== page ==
2014 Commodity Prices Forecast: Steady Prices on the Horizon


Feb 18 2014

2014 Commodity Prices Forecast: Steady Prices on the Horizon

By: Leanne Gelish

Posted in: General


The price of commodities, such as, crude oil and copper, are an integral aspect of the way electronic manufacturing suppliers conduct business daily.  Since 2003, highly volatile commodity prices have dictated a steep change in prices issued to customers. With fluctuating prices, it has been difficult for both EMS and OEM companies to maintain price consistency. However, 2013 brought relief for many industries, and the 2014 forecast is promising. In America, domestic crude oil production surged, and copper supply hit a surplus resulting in steady prices.

Crude oil plays an important role in many industries, especially when considering the cost of transportation. In America, crude oil prices are on a steady decrease. Currently, there is an ample supply for any rising demands in oil as energy production increases. It is forecasted that domestic oil will increase from 1 million barrels per day, to 8.5 million barrels per day, over the next year: more than any oil production in the past twenty years.

Foreign oil is also projected to decrease in price. On January 12, 2014, an agreement was made between Iran and six world powers. This agreement was set to enable Iran's limited oil industry, which has been restricted due to sanctions over its nuclear program, to sell more crude when the deal goes into effect on January 20.  

There have also been an abundance of changes in Mexico in a similar regard. The Mexican government recently opened up the state owned oil company, Pemex,  to foreign countries, after years of decreasing energy production. It was announced that foreign oil companies will now be permitted to partner with Pemex. For America, a country that is producing more oil than it consumes, this will allow for exports. With new partnerships forming, Mexican oil production is forecasted to double from 2.5 million barrels per day, to 5 million gallons per day, within a few years. This increase in production will allow for transportation costs to remain steady.

Another important commodity for electromechanical cable assembly is Copper. Starting in 2011, the price of copper has been volatile, making it difficult for manufacturers to dictate prices. However, a surplus in supply is predicted to steady the prices of Copper. According to Bank of America/Merrill Lynch the prices for copper will be neutral in 2014.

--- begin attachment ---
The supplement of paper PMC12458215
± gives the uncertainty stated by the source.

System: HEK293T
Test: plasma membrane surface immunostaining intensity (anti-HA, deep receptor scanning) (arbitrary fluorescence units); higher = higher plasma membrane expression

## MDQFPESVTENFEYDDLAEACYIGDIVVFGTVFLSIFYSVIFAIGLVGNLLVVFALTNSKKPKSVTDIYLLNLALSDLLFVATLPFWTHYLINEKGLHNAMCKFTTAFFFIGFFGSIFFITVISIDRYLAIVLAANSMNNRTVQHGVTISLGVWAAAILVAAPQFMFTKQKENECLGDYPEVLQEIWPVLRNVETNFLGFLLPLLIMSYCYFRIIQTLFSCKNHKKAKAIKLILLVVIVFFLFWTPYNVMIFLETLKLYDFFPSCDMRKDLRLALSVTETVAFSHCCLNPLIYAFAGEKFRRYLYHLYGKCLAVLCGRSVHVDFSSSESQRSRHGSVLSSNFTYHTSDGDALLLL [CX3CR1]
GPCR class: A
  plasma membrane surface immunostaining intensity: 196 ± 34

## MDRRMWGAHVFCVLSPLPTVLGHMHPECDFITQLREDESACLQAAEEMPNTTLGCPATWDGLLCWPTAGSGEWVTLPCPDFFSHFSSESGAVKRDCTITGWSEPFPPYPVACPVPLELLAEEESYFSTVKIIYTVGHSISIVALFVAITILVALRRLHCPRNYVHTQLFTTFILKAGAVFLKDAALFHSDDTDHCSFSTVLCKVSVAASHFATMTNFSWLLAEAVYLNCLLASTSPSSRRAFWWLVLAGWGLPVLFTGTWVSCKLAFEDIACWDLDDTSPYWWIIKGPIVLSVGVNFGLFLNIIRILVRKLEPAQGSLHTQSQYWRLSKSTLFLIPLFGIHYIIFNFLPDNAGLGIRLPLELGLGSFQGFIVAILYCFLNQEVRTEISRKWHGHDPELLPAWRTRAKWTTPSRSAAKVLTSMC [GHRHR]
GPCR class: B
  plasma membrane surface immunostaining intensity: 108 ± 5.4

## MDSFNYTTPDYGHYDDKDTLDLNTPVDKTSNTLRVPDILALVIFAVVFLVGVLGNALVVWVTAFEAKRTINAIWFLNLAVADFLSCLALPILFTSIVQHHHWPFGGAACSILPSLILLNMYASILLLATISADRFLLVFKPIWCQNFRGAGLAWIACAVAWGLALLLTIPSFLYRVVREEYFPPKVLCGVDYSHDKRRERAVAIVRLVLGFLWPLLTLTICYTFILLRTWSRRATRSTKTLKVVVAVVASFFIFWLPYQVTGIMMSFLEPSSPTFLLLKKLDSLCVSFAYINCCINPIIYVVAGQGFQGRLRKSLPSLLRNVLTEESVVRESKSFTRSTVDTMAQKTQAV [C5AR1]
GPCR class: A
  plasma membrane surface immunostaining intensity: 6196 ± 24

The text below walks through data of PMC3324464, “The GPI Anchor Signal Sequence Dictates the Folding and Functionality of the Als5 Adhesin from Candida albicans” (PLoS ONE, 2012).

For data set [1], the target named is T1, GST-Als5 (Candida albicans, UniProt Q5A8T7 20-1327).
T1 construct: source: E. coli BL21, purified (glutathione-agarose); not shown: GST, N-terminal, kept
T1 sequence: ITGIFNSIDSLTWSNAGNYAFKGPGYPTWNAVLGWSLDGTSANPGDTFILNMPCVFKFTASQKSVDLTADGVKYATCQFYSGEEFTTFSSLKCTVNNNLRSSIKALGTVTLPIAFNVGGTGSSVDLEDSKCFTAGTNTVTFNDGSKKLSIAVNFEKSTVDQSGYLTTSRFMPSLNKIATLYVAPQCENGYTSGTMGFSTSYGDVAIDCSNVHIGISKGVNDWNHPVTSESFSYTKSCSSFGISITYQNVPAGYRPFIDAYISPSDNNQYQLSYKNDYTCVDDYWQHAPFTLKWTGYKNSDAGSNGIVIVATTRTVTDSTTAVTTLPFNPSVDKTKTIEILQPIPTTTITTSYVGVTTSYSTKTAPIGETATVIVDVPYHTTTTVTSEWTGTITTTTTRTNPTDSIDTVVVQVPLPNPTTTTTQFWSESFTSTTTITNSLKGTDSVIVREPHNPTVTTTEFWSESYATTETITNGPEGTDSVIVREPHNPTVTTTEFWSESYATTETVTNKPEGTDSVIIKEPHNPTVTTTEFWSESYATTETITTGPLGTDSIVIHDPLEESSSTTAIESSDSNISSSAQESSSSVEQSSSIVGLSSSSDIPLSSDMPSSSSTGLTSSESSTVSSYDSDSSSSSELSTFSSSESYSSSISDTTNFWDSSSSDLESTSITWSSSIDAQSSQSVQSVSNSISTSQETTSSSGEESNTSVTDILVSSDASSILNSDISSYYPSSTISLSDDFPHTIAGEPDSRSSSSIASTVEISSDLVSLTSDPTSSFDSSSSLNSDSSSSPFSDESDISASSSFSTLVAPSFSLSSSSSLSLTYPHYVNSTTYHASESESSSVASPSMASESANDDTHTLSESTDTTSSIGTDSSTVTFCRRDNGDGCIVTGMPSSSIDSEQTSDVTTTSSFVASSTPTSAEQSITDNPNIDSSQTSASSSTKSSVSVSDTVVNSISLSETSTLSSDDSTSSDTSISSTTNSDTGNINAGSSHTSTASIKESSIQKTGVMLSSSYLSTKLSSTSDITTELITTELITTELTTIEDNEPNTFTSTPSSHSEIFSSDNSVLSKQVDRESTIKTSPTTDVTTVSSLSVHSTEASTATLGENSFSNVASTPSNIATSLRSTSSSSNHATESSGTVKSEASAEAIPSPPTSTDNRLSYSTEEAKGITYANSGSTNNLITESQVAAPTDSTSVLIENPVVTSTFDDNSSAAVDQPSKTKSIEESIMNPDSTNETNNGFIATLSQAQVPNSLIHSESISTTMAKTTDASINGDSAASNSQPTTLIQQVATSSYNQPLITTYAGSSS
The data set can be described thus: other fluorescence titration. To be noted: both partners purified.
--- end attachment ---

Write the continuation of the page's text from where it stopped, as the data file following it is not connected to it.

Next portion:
The outlook for copper relies heavily on the demand of Copper’s top consumer, China. As of now, it is difficult for forecasters to determine if t

here is real demand growth in China. Since August, Copper prices have remained steady, averaging around $7,000 per tonne. There has been a surplus in supply in China, but many worry that the surplus is due to restocking, rather than, a true demand.

The uncertainity in China is only helping Copper companies in Mexico. Grupo Mexico,  the largest mining company in the country, saw the most increase in their demand. Experiencing  low prices throughout the year, Grupo has started to see an increase in production. According to the companies analysts, Grupo is poised to benefit from rising Chinese demand because it has a “very efficient cost structure compared with the most important peers in the global industry.”

What does the price of Copper mean for suppliers and customers? For suppliers, lower commodity costs will allow for lower costs to customers. As a cable and harness supplier, our prices have always been competitive given the strategic advantage of having a facility in low cost manufacturing country, Mexico.  With the addition of commodity prices decreasing, Tornik is in the position to continue to provide competitive prices for your custom cable, harness, electromechanical and box build assemblies.








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